The US House of Representatives began voting Wednesday afternoon on a Democratic Party push to make President Trump the only commander-in-chief to be impeached twice.
The move is expected to easily pass the Democrat-controlled House with support from a handful of Republicans, most notably US Rep. Liz Cheney (R-Wyo.), the chamber’s third-highest ranking member of the GOP.
But a potential Senate trial won’t be held until after President-elect Joe Biden is sworn in on Jan. 20, a spokesman for Majority Leader Mitch McConnell (R-Ky.) tweeted earlier Wednesday.
The article of impeachment being voted on accuses Trump of “inciting violence against the government of the United States” ahead of last week’s storming of the Capitol by supporters he addressed during a rally near the White House.
The riot led to five deaths, including that of a Capitol Police officer who was hit in the head with a fire extinguisher.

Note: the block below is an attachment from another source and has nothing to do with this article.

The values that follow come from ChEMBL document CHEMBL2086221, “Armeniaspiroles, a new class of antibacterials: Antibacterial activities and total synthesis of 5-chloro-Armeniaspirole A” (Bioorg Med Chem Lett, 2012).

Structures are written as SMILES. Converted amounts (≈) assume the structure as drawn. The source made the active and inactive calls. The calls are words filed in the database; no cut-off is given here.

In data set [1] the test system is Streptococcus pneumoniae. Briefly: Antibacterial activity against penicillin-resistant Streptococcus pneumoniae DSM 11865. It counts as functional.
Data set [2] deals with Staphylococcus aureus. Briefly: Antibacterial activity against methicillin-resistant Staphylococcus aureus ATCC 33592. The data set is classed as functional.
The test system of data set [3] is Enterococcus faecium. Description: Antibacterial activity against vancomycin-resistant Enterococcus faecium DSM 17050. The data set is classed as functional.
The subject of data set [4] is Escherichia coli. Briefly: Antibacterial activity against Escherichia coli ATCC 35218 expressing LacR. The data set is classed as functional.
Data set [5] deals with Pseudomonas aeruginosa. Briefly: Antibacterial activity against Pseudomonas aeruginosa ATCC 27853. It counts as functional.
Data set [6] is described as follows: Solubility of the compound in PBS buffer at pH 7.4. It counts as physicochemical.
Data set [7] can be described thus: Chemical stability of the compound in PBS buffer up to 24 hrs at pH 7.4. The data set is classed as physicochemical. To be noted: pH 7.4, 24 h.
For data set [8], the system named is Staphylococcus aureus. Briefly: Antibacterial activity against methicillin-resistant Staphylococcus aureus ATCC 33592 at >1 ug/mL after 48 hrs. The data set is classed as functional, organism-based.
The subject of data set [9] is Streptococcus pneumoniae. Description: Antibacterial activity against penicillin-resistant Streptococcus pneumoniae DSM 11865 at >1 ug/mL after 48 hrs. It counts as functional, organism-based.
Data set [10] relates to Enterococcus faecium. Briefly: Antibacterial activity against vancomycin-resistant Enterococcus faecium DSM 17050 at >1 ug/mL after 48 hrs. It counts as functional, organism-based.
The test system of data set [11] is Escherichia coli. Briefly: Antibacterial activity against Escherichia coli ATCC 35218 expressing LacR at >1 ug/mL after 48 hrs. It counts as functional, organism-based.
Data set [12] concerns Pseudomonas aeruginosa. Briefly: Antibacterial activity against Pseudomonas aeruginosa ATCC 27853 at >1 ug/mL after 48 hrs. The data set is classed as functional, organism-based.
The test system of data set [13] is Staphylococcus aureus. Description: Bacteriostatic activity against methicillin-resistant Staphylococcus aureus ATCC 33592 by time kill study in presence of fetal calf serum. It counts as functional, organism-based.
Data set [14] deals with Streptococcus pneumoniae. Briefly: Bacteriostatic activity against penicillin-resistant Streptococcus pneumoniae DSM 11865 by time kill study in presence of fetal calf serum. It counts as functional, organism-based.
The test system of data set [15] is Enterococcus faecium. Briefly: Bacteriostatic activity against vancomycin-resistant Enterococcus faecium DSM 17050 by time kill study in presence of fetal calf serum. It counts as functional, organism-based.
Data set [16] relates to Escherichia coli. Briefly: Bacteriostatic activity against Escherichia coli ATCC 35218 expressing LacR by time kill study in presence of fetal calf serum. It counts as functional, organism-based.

The House moved forward with the impeachment process after Vice President Mike Pence on Tuesday refused to invoke the 25th Amendment and ask Trump’s Cabinet vote to remove him from office on grounds of being “unable” to do the job.
In a letter to House Speaker Nancy Pelosi (D-Calif,), Pence said that “now is the time for us to heal,” and adding, “I urge you and every member of Congress to avoid actions that would further divide and inflame the passions of the moment.”
The House later voted 223-205 — with only US Rep. Adam Kinzinger (R-Ill.) crossing party lines — to pass a symbolic resolution calling on Pence to reverse course.
Trump was impeached by the House in December 2019 on charges of abuse of power and obstruction of Congress over allegations he tried to pressure Ukrainian President Volodymyr Zelensky to announce investigations that would boost his campaign against President-elect Joe Biden.
But the Republican-controlled Senate acquitted Trump in February, with US Sen. Mitt Romney (R-Utah) casting the lone GOP vote against him, on just the abuse of power count.
Only two other US presidents have also been impeached — Andrew Johnson in 1868 and Bill Clinton in 1998 — but neither was convicted.